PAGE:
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Do You Think You Missed Out Italy’s 150th Anniversary? You’re Wrong, Check Out These Events!

Do You Think You Missed Out Italy’s 150th Anniversary? You’re Wrong, Check Out These Events!

Italy’s 150th birthday celebrations are not over with the March 17 events! There is still a lot going on in Rome. Let’s have a look to the most interesting events marking the Bel Paese’s 150th anniversary and telling about the story of the foundation of this young country which rose on the shoulders of an ancient civilization and unrivalled culture.

One of the most longed-for opening was the inauguration of the Roman Republic Museum in Porta San Pancrazio with plenty of documents, maps, relics and magazines telling the story of this one-year political experience which was one of the most heroic moments of the Risorgimento movement. And the area around Porta San Pancrazio, the Janiculum hill, is one of those places that, more and better than others, tell the tale of the events that brought to the creation of the Italian country. Janiculum is not only an ideal point to admire Rome’s skyline but it is now also the site of the Heroes Park since the fiercest battles versus the foreign invaders (the French) and the Papacy’s troops were fought in this area. The park features Garibaldi’s statue, and his wife’s, Anita, recently restored for the occasion and dozens of marble busts of the people who during the 19th century devoted their life to the freedom and independence of Italy, with their ideas, skills, actions and resources. Nearby you can also find the Mausoleum with the remains of those who died for the Roman Republic. Admission to the Ossarium is free.

Another key celebration of our national heroes is the exhibition “Alle radici dell’identità nazionale” at the Vittoriano, with the portraits, documents and stories of the major Risorgimento figures (running until June 2). The same huge, white, impressive building towering over Piazza Venezia also hosts a military showing with the models of the main Risorgimento battles and has renovated its Risorgimento Museum. Free admission to all these displays.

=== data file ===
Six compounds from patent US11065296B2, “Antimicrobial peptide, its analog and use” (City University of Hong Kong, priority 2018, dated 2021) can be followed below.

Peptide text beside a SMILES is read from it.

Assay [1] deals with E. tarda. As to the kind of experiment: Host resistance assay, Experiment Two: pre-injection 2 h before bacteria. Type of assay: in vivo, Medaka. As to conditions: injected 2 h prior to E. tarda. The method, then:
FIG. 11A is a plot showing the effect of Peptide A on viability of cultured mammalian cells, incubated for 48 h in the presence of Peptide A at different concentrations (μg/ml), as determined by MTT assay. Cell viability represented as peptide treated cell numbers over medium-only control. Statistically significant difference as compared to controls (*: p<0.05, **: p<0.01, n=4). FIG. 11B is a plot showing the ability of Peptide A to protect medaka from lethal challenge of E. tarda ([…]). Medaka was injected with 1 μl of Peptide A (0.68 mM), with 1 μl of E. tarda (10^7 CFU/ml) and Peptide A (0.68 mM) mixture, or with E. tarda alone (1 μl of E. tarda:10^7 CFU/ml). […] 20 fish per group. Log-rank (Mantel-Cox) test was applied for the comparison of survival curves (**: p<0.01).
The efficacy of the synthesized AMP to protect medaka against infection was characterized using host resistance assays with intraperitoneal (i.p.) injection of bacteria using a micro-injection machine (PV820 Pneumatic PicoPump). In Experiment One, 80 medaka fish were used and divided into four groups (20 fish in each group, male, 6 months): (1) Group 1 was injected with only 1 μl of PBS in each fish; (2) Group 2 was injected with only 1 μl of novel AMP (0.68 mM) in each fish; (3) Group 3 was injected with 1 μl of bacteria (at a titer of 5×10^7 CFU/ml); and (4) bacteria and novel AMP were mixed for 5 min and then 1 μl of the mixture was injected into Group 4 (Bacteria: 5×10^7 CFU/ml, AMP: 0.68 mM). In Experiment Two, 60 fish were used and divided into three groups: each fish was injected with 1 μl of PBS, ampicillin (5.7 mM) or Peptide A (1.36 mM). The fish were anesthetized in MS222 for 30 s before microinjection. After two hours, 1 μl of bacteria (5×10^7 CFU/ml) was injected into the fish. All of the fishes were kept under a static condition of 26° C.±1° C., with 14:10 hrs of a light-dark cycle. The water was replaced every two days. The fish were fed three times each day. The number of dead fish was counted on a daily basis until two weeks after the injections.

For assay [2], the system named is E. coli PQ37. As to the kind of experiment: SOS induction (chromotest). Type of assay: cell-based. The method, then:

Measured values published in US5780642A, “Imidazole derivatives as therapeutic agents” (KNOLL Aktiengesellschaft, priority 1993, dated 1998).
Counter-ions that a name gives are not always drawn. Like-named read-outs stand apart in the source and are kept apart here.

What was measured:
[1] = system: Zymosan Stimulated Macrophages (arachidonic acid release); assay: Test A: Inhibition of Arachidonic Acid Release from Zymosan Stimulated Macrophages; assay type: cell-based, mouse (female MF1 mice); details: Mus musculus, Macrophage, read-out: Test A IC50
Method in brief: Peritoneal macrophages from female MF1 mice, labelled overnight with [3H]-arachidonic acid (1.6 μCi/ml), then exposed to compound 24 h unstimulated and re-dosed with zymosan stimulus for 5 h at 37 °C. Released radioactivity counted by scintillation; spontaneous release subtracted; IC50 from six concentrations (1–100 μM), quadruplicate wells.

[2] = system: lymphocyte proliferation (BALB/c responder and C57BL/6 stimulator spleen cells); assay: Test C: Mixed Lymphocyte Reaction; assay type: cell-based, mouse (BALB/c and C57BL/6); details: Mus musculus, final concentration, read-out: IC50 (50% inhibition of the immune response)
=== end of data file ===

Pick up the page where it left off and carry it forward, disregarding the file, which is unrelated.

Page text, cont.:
On April 5 an exhibit on the old Italian coin, the lira, will be open to the public in Palazzo delle Esposizioni, in Via Nazionale 194. “La moneta dell’Italia unita” will tell the story of the very complicated process of currency unification – each little state had its own money before a single Italian country was created in 1861- and then the adventures of the lira to finally describe the birth of the euro. Free entrance. Until July 3.

On April 27 the Architecture House, in Piazza Manfredo Fanti 47, will shed light on the role of public buildings in making a sense of national awareness and pride in the newly-created Italian state with the exhibition “Designing Italy” in which 18 case-studies, i.e. 18 key buildings all over Italy, will be analyzed and explained from this interesting point of view. Until May 25.

From May 30 to August 31 two displays on the “Made in Italy” will contribute to the understanding of the Italian identity. One, in the Palazzo delle Esposizioni will track the main artworks, films and songs that forged Italian-ness between 1961 and 2011. The other, at Pelanda MACRO Testaccio, will deal with the current and future features of the Italian identity focusing on research, innovation and new technologies.

Train lovers will have the chance to see an old and a brand new locomotive underlining the differences in transportation between the 1860s and nowadays in Valle Giulia, in front of the Galleria Nazionale d’Arte Moderna. A Steam Locomotive – model 640, whose nickname was Young Lady – and a FrecciaRossa ETR 500 series Y will be on show along with multimedia workstations with movies and photos outlining the development of Italy’s railways network.

Finally, something out of Rome. In Ariccia, in the massive 17th century Palazzo Chigi, a very peculiar exposition, “Dall’Aspromonte a Porta Pia” will tell the story of Italy’s unification from the point of view of the defeated, those who lost their power because of the new political situation, especially the Pope and Southern Italy’s royal house, the Borbone. Paintings, medals, relics, sculptures from private collections will be shown to the public for the first time on the occasion. Until May 1st.

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